When shopping for a new car, you might be wondering if electric vehicles are safer than traditional gas vehicles. Safety is paramount when choosing a vehicle — and for good reason. According to the National Safety Council (NSC), approximately 40,000 people died in automobile collisions in 2016, up 6 percent from the year prior. So, are electric vehicles safer than gas vehicles?
According to Bachus & Schanker, 6.2 million car crashes occur every year. The number of highway crashes that have resulted in fires has dropped over the last thirty years from nearly half a million in 1980 to 174,000 in 2015, with the sharpest drop happening since 2007. Some of that drop can be attributed to improvements in fuel injector technology and other safety features found in modern vehicles. But the increased incidence of electric vehicles on America’s roads is certainly making roads safer! Because they are powered by batteries instead of flammable gasoline, electric vehicles have a lower risk of fire than their gas counterparts. Granted, lithium-ion batteries — the kind used in electric vehicles — can burn, but there’s a very low risk of this happening when compared to gas vehicles. And given the recent improvements in lithium-ion technology, we’ll likely see even fewer electric vehicle fires in the years to come.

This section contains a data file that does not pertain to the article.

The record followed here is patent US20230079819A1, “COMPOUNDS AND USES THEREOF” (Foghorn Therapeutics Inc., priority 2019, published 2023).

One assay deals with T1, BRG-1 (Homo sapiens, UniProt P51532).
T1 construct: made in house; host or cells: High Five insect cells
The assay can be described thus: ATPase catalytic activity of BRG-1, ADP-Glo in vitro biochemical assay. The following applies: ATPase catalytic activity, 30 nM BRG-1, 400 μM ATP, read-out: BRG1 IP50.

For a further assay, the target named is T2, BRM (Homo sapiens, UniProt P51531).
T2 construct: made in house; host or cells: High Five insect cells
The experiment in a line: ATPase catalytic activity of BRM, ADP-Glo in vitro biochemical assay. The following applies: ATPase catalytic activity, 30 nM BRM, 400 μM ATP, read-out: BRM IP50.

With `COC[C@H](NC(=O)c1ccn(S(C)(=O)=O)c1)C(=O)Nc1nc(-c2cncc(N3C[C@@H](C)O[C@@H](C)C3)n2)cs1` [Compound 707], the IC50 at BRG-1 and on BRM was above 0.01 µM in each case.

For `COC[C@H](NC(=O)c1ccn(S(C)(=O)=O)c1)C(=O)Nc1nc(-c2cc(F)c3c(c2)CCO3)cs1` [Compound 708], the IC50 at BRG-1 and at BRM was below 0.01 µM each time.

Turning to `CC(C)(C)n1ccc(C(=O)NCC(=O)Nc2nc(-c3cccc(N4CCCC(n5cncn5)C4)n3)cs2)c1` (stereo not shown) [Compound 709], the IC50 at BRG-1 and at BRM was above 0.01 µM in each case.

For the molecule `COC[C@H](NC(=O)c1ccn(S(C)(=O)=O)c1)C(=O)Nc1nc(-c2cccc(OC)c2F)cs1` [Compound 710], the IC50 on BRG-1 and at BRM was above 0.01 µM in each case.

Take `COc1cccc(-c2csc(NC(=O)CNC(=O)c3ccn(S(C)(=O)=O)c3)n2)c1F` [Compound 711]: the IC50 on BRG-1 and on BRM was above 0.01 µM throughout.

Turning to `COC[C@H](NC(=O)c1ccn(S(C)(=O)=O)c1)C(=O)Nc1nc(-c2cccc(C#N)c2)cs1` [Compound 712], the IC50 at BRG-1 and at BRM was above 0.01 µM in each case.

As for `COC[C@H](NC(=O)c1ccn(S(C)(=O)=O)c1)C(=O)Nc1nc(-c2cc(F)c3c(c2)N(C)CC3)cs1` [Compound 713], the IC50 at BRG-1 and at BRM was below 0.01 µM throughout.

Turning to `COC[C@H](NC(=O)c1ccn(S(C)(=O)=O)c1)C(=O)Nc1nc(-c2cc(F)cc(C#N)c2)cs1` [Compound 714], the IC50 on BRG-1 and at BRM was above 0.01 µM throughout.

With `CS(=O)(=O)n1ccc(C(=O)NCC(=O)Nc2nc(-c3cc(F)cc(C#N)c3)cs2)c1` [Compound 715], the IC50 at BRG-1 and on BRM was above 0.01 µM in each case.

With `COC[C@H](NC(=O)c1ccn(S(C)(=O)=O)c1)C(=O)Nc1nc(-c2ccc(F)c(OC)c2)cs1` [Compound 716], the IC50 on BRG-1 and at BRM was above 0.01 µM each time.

Electric vehicles are also safer than gas vehicles simply because they don’t produce emissions. When a traditional gas vehicle burns fuel, it produces exhaust gasses like carbon monoxide and carbon dioxide as a byproduct. In addition to polluting the atmosphere, these exhaust gasses contribute to illness and disease.
According to research cited by The Sacramento Bee, roughly 9,000 people die each year from exposure to airborne particulate matter. In other words, the thick smog produced by gas-burning cars and trucks fills the air and subsequently contributes to fatal illnesses like heart disease and cancer. Electric vehicles don’t produce any emissions. They are completely green and environmentally friendly.
Electric vehicles are also easier to maintain, reducing the risk of collisions caused by faulty systems. Both electric and gas vehicles have required maintenance. However, systems like braking on electric vehicles last longer and require less maintenance than those on gas vehicles. If plan on buying an electric vehicle, refer to the owner’s manual for more information on required maintenance. Following these recommendations will allow you to get countless years of use out of your new electric vehicle.
As you can see, electric vehicles are generally safer than gas vehicles. They are less likely to catch fire, don’t produce exhaust gasses, and they are easier to maintain.